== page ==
“In CNC machining, usually the programmer programs speeds and feed rates that are as maximally tuned as calculations and general guidelines (with charts and formulas) can supply. The operator then fine-tunes the values while running the machine, based on sights, sounds, smells, temperatures, tolerance holding, and tool tip lifespan".
Hardly sound repeatable.
Dr. Scott Smith, Professor and Department Chair of Engineering at the University of North Carolina at Charlotte likes to say, “Random processes produce random results”. This randomness of change at the CNC machine by each operator makes accurate forecasting and optimizing of the cutting tool inventory levels virtually impossible. Variation also comes in the form of suppliers. The cutting tool industry is highly fragmented with no one manufacturer having a greater than 20% market share. The supply channel is equally fragmented with many competing distributors, as described below:
“...a large, fragmented industry characterized by multiple channels of distribution. We believe that there are numerous small retailers, dealerships and distributors that supply a majority of the market. The distribution channels in the MRO market include retail outlets, small distributorships, national, regional and local distributors, direct mail suppliers, large warehouse stores and manufacturers’ own sales forces.”
What this means is that due to multiple sources, pricing or backorders, substitution of tools, toolholders and inserts are a frequent occurrence. Tool assembly dimensions are not tightly controlled as on-machine probes and presetting machines connected to the CNC control allow tool length or diameter variations to be automatically compensated. Therefore, tool assemblies become frequently ad-hoc, with varying individual components and/or dimensions. Though similar, slight changes in design, dimensions or geometry will create a frequency change at the tool point. Different toolholders have different stiffness and damping properties, as do machine tools and their spindles. Workpiece materials have different properties that impact tool point behavior. Due to breakdowns or bottlenecks, jobs, part programs and tooling are moved from one machine to another. Any of these changes will result is a change in the tool point dynamics and in the stable speeds or “sweet spots” for that particular application. The process moves from stable to unstable and chatter occurs. Trial and error tweaking at the CNC control, as described above, injects variation into the performance of the operation and the consumption rates of the tools fluctuate. As previously stated, there are scientific solutions to this problem. A recent review in the International Journal of Machine Tools & Manufacturer cited 174 published peer-reviewed research papers on the subject of chatter and Machining Dynamics.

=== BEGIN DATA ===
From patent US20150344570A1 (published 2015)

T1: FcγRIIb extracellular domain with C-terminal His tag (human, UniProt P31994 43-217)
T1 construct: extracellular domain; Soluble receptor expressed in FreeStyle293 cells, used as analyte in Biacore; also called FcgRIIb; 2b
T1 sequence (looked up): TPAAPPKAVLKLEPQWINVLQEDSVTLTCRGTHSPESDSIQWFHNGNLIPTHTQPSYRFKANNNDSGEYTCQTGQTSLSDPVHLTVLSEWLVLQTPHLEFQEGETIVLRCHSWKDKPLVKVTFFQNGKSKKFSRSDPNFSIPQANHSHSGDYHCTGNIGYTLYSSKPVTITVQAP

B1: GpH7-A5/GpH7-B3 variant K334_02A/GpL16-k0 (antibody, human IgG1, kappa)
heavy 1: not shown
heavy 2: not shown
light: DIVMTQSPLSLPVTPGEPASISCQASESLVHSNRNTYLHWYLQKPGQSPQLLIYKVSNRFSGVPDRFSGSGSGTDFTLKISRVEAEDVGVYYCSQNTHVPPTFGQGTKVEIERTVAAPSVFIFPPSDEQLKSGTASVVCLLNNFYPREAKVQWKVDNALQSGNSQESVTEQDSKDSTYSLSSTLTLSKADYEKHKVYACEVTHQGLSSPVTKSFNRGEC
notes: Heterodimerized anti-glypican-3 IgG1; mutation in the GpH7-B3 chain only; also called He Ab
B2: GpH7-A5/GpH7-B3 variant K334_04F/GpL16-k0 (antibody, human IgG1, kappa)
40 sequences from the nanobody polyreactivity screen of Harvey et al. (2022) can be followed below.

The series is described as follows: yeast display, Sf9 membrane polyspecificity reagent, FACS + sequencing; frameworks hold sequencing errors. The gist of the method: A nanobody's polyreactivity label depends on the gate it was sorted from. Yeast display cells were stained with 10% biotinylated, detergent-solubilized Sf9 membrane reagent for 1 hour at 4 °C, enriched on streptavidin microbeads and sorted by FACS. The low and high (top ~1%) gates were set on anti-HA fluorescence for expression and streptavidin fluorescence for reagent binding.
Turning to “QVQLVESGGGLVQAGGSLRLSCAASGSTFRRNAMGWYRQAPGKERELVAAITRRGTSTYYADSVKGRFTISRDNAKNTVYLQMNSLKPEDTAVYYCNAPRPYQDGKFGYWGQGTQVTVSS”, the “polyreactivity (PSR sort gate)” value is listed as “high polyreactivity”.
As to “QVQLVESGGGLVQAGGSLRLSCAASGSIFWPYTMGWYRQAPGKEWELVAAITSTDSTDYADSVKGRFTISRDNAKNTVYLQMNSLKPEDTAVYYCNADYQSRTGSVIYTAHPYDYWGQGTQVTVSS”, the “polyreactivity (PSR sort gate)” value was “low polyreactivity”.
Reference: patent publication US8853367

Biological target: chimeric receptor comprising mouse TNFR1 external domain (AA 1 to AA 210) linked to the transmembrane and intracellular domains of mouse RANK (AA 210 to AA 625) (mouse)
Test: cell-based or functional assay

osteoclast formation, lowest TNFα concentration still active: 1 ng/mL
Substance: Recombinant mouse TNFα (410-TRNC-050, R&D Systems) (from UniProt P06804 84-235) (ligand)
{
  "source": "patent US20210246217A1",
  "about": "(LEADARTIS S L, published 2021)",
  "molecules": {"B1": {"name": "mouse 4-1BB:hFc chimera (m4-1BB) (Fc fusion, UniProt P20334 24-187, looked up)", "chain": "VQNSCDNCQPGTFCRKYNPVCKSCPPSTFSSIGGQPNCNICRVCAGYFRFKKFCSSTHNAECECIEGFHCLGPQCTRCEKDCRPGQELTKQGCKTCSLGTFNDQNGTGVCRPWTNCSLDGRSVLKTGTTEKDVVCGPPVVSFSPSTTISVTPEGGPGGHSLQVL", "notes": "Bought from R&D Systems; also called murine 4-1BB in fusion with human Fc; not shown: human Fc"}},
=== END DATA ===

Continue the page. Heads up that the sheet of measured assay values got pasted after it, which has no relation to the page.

Positive impacts to the supply channel using the science of Machining Dynamics include:
Lock-in Business – With Machining Dynamics analysis, tool performance can be maximized, tool life extended (since all teeth will be cutting equally) and total costs dropped, thus erecting an enormous barrier to competition.